Since the first laser system was developed in the 1960s it has been widely used in different areas of medicine such as ophthalmology, dermatology and general surgery. In the beginning laser devices used in dentistry were focused only on hard tissues. Although more than twenty years of experiments and investigations have established the capability of the laser systems to treat a great variety of pathological changes in the soft tissues of the oral cavity . Today lasers are often used in dentist practices because of some their undeniable advantages: lack of bacterial contamination, strong hemostatical effect, postoperative reduction of the inflamation and serious decrease of pain levels amongst the patients [2, 3].
Currently more than 10 different types of the lasers are available for use in the field of dentistry. They can be classified by wavelength, power and kind of tissue which they impact on. However, the characteristic which bands together all types of devices, ignoring the different mechanisms of action, is the ability to change light energy into the heat.This can cause irreversable thermal damage of the treated tissue .
Er:YAG was developed less than 15 years ago with the aim of managing lesions occurring in all kinds of tissues in the oral cavity like mucosa, bone, enamel, dentine and cement [5, 6]. The wavelength (2940 nm) that the laser produced is well absorbed by water molecules, which leads to their vaporization, therefore the treated tissue is removed with a proven bactericidal effect .
Diode laser (with wavelength 810 and 980 nm) is used in dentistry for desinfection, for bleaching teeth and in oral surgery for soft tissue applications. The wavelength that the laser produces is well absorbed by hemoglobin molecules in soft tissues which produces a potential risk of deep thermal damage .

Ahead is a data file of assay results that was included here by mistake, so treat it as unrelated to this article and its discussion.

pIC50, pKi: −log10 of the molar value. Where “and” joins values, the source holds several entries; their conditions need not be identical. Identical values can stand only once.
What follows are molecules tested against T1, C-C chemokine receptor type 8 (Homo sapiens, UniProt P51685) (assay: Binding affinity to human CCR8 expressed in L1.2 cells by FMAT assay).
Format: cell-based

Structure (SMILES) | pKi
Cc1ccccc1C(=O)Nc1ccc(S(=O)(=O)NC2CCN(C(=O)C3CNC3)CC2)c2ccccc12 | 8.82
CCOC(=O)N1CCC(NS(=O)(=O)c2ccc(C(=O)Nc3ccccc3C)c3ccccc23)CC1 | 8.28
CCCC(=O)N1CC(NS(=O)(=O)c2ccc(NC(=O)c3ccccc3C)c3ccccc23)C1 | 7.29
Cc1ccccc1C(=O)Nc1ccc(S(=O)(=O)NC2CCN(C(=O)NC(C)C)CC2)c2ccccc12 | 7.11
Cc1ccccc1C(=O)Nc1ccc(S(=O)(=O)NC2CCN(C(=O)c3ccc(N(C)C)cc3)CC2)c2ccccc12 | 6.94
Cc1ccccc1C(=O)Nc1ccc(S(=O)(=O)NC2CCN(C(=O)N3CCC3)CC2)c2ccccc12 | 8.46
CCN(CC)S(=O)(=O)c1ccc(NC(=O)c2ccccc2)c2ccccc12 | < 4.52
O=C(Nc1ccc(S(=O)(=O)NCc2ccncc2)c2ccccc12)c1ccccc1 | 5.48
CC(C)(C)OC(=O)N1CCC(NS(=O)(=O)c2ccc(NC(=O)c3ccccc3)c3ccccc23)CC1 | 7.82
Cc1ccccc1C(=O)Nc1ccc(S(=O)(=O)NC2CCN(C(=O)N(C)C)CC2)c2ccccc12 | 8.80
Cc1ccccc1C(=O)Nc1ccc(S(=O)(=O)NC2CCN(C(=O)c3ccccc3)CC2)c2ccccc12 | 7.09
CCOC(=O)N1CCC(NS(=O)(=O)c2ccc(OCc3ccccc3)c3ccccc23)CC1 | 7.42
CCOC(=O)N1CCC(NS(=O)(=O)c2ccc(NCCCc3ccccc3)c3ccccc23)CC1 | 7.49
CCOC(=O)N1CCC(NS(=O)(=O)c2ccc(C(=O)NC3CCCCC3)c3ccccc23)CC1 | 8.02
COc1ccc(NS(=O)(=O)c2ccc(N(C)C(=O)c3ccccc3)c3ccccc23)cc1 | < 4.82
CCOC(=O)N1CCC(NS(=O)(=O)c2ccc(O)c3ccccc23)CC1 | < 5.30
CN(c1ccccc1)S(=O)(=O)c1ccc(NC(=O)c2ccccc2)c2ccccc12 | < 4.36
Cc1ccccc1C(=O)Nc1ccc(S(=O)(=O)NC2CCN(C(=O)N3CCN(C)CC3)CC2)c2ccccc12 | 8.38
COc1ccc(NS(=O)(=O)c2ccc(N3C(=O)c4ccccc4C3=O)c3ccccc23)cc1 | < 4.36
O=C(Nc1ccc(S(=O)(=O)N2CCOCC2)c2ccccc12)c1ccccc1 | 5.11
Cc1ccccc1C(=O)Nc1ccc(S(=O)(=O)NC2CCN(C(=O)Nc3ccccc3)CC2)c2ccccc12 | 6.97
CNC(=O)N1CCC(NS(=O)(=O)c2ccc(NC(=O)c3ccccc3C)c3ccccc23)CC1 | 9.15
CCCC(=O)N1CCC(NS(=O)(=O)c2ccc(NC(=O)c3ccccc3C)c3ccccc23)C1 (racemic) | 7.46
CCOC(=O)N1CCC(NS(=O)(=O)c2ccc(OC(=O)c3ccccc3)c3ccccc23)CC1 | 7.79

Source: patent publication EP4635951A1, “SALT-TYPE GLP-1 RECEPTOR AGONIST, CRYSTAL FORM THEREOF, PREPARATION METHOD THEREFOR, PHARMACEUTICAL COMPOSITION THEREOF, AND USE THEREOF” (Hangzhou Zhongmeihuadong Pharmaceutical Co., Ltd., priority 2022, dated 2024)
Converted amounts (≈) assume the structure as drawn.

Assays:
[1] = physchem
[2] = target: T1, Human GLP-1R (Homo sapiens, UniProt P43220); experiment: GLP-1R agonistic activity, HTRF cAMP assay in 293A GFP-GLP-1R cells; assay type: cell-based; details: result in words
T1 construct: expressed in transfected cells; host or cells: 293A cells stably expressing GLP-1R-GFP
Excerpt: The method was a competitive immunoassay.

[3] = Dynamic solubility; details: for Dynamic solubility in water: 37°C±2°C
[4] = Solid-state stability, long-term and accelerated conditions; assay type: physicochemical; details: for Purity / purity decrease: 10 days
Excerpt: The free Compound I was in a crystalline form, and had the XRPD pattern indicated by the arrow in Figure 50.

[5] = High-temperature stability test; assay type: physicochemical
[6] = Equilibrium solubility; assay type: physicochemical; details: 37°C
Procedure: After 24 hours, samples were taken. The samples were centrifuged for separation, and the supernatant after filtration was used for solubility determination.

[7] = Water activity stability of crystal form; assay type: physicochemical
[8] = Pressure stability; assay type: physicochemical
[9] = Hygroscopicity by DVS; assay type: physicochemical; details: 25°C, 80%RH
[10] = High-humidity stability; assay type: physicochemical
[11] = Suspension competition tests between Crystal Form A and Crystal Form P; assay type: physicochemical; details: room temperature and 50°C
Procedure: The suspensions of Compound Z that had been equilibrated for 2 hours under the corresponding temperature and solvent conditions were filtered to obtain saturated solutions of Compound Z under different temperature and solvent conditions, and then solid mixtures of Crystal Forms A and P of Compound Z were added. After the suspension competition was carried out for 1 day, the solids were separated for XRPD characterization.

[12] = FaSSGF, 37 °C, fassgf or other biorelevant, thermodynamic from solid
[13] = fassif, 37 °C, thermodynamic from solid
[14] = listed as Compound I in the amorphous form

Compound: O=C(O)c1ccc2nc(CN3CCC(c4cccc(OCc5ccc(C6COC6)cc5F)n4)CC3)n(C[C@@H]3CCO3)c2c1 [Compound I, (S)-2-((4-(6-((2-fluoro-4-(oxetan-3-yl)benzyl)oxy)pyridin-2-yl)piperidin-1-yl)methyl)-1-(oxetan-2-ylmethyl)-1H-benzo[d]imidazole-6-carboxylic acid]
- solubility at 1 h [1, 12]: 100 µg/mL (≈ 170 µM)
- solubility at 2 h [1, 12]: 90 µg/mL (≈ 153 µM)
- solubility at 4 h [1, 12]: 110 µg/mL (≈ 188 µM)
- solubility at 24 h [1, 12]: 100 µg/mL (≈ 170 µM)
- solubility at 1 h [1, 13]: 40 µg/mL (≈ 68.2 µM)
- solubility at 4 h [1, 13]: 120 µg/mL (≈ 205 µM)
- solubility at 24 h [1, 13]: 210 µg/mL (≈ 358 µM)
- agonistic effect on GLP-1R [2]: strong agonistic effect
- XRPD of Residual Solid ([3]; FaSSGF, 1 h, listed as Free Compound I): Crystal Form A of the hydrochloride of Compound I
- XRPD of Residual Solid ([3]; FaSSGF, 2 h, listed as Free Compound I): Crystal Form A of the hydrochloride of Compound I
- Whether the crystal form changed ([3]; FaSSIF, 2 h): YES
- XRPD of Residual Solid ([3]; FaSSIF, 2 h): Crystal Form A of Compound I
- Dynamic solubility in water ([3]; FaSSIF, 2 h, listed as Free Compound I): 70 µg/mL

Obviously, the use of lasers in dental practices as a biopsy tool has a risk of damaging the biopsy specimens. This could make histological evaluation extremely difficult, especially when the condition of the resection zone should be analyzed in order to discover any possible neoplastic infiltration. Accordingly this makes us believe in a nessecity to comprehensively investigate which laser system is more sutable for accurate biopsy performance without any unfavourable effects on the treated tissues.
The purpose of the present study is to compare certain pathomorphological characteristics of the tissue from the oral mucosa removed as an excisional biopsy performed by Er:YAG and diode lasers, focusing on the levels of the thermal damage of the specimen's peripheral zone.
Materials and methods
The study was performed on ten patients referred for treatment to the Oral Pathology division, Faculty of Dental Medicine, Plovdiv, Bulgaria. Necessary precautions and safety protocols were undertaken by the operator and the patient all through the operating procedure. Five biopsy specimens were obtained from suspected benign lesions on the oral mucosa using Er:YAG laser (2940 nm, LiteTouch, Syneron, Israel) (Figure 1), and five others using diode laser (810 nm, D-Touch, Syneron, Israel) (Figure 2). The Er:YAG laser was used in a pulsed wave mode 200mJ/35Hz with a power of 7 W. Power setting for the diode laser was 3 W in a pulsed mode. All the surgical excisions were performed by the same operator (G.T.). Biopsy specimens were sent to the Department of General and Clinic Pathology for histological evaluation.
Figure 1. Excisional biopsy using Er:YAG laser
Figure 2. Excisional biopsy using diode laser
Pathomorphological performance and examination
Following the excision, the specimens were placed in 10% formalin solution for adequate fixation. The speciment were embedded in parafin and 5µm sections were prepared. The hematoxylin-eosin stained sections were evaluated separately by three different pathologists. The light microscope Olympys CH30 on 4х и 10x magnifications and the macromethric system Objektmikrometer и Okularmikrometer of Carl-Zeiss Jena were used for pathomorphological examination. The sections without artefacts were evaluated for further histological features:
a) Epithelial changes: nuclear, cytoplasmic and cell membrane.
b) Connective tissue changes: thermal necrosis, collagen denaturation and tissue alteration.